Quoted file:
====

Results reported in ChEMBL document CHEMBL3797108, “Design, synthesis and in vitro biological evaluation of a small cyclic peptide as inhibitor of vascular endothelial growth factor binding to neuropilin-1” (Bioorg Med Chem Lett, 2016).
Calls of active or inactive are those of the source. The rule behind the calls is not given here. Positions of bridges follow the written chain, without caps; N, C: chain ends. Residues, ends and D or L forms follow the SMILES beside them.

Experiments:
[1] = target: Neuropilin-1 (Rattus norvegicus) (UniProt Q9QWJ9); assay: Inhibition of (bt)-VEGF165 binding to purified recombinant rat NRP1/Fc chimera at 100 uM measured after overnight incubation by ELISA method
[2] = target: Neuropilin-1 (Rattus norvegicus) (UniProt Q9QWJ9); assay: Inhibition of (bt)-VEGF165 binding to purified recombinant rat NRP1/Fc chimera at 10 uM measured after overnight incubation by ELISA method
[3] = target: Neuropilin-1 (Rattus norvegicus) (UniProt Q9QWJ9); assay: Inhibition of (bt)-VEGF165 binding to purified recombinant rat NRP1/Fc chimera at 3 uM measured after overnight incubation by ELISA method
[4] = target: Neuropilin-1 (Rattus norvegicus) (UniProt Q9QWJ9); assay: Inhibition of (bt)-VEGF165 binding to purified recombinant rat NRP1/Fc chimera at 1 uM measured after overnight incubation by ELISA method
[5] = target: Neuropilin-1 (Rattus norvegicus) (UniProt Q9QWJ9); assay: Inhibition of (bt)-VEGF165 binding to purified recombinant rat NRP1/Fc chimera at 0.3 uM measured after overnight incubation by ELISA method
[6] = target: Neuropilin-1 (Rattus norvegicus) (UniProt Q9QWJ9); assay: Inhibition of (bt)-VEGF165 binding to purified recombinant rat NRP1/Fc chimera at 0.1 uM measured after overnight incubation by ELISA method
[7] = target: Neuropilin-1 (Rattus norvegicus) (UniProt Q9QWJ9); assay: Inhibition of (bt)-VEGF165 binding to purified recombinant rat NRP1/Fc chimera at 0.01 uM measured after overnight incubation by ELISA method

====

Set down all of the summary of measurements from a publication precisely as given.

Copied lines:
Results reported in ChEMBL document CHEMBL3797108, “Design, synthesis and in vitro biological evaluation of a small cyclic peptide as inhibitor of vascular endothelial growth factor binding to neuropilin-1” (Bioorg Med Chem Lett, 2016).
Calls of active or inactive are those of the source. The rule behind the calls is not given here. Positions of bridges follow the written chain, without caps; N, C: chain ends. Residues, ends and D or L forms follow the SMILES beside them.

Experiments:
[1] = target: Neuropilin-1 (Rattus norvegicus) (UniProt Q9QWJ9); assay: Inhibition of (bt)-VEGF165 binding to purified recombinant rat NRP1/Fc chimera at 100 uM measured after overnight incubation by ELISA method
[2] = target: Neuropilin-1 (Rattus norvegicus) (UniProt Q9QWJ9); assay: Inhibition of (bt)-VEGF165 binding to purified recombinant rat NRP1/Fc chimera at 10 uM measured after overnight incubation by ELISA method
[3] = target: Neuropilin-1 (Rattus norvegicus) (UniProt Q9QWJ9); assay: Inhibition of (bt)-VEGF165 binding to purified recombinant rat NRP1/Fc chimera at 3 uM measured after overnight incubation by ELISA method
[4] = target: Neuropilin-1 (Rattus norvegicus) (UniProt Q9QWJ9); assay: Inhibition of (bt)-VEGF165 binding to purified recombinant rat NRP1/Fc chimera at 1 uM measured after overnight incubation by ELISA method
[5] = target: Neuropilin-1 (Rattus norvegicus) (UniProt Q9QWJ9); assay: Inhibition of (bt)-VEGF165 binding to purified recombinant rat NRP1/Fc chimera at 0.3 uM measured after overnight incubation by ELISA method
[6] = target: Neuropilin-1 (Rattus norvegicus) (UniProt Q9QWJ9); assay: Inhibition of (bt)-VEGF165 binding to purified recombinant rat NRP1/Fc chimera at 0.1 uM measured after overnight incubation by ELISA method
[7] = target: Neuropilin-1 (Rattus norvegicus) (UniProt Q9QWJ9); assay: Inhibition of (bt)-VEGF165 binding to purified recombinant rat NRP1/Fc chimera at 0.01 uM measured after overnight incubation by ELISA method